Dalian coking coal and coke retreat after record rally
Coking coal and Chinese coke futures fell on Friday, retreating from records reached a session earlier, although steelmaking ingredients were set for weekly gains of more than 10% .
DJMcv1 coking coal on China’s Dalian Commodity Exchange ended the day down 1.8% to 2,523 yuan ($ 389.25) per tonne after a seven-session rally. DCJcv1 coke lost 2.8% to 3,164.50 yuan per ton after a four-day advance.
Their most active January contracts, however, were up 11.2% for coking coal and 10.5% for coke this week.
Friday’s pullback comes after Chinese authorities are reportedly monitoring market activity and punishing speculators.
“The supply problems (of coking coal) in China and Mongolia as well as an import ban on Australian coal are factors that push prices up to ridiculous levels,” said Erik Hedborg, ore analyst. iron to the raw materials consulting firm CRU.
Coke, the transformed form of coking coal, is a reducing agent in the smelting of iron ore, the key ingredient in steelmaking. Among iron ore products, lumps are more coke intensive than pellets and fines.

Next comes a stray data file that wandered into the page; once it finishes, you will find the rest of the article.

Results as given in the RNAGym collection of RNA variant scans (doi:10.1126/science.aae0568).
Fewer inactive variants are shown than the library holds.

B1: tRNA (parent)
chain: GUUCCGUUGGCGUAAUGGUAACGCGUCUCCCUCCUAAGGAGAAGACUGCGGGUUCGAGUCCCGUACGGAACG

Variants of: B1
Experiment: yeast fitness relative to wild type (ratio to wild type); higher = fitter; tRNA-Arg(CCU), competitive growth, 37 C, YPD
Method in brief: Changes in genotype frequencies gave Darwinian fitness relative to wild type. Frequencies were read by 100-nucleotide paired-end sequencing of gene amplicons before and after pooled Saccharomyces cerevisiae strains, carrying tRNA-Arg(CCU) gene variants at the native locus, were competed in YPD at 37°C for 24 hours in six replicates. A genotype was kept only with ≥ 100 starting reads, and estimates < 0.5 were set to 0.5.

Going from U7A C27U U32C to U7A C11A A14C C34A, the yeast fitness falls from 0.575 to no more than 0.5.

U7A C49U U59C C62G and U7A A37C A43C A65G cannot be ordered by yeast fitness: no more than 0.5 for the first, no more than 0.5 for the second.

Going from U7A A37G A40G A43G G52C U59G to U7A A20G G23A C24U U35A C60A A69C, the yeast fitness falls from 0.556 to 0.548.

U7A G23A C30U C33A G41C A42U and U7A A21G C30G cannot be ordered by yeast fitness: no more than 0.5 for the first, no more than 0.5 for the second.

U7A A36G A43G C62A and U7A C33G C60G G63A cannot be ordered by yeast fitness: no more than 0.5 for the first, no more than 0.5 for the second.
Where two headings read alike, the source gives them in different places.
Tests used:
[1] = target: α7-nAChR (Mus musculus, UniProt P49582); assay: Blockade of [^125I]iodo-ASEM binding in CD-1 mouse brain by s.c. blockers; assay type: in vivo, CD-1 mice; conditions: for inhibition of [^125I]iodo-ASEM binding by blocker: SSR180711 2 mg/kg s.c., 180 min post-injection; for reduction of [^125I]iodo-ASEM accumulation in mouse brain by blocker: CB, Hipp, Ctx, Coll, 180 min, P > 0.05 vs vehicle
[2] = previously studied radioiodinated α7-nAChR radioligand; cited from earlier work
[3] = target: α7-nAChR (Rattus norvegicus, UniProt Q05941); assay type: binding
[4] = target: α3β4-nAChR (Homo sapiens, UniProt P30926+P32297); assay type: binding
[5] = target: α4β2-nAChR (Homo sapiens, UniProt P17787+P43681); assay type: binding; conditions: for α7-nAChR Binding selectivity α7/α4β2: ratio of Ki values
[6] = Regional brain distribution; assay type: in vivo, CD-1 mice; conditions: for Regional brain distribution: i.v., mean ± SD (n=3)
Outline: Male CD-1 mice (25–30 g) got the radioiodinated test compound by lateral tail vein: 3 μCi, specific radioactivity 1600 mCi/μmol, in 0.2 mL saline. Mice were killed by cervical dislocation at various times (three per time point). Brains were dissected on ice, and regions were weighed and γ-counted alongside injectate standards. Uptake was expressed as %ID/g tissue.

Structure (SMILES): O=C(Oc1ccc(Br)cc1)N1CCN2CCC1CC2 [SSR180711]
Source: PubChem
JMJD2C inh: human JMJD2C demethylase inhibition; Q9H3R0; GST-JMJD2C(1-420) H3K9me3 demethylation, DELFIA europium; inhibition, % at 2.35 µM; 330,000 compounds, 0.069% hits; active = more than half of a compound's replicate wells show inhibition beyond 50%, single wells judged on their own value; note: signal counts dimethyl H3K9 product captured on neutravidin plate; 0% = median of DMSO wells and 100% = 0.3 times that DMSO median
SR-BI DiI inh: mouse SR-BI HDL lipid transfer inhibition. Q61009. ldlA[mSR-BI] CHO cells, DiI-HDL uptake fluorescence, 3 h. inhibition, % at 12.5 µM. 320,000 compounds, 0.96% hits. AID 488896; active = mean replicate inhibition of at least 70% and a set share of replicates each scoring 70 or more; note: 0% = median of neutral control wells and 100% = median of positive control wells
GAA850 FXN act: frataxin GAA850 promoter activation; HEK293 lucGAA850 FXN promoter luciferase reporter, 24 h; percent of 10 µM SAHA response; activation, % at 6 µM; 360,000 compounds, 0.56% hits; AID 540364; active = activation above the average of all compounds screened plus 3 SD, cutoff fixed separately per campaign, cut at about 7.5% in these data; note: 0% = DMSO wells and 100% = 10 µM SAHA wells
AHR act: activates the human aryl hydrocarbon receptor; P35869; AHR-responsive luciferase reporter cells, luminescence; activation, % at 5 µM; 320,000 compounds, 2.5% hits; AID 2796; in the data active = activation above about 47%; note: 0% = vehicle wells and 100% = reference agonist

China’s demand for lumpy iron ore, in particular, has plummeted due to rising coal and coke prices, Hedborg said.
Analysts said concerns over China’s coking coal supply increased this week with the border closure with Mongolia, amid low production at local mines due to environmental campaigns and security checks. .
“Chinese steelmakers have no choice but to look to Russia, Canada and the United States as the second best option for sourcing coking coal,” said Julien Hall, regional director of the metal pricing at S&P Global Platts.
Dalian iron ore for January delivery DCIOcv1 fell 1.4% to 840 yuan per ton, but rose 9.3% for the week after five consecutive weekly losses. The September iron ore contract on Singapore’s SZZFN1 was up 2.1% to $ 156.45 per tonne at 0742 GMT.
Rebar on Shanghai Futures Exchange SRBcv1 gained 0.1%, while hot-rolled SHHCcv1 coil slipped 0.6%. SHSScv1 stainless steel fell 0.9%.
Source: Reuters (Reporting by Enrico Dela Cruz in Manila; Additional reporting by Muyu Xu in Beijing; Editing by Subhranshu Sahu and Uttaresh.V)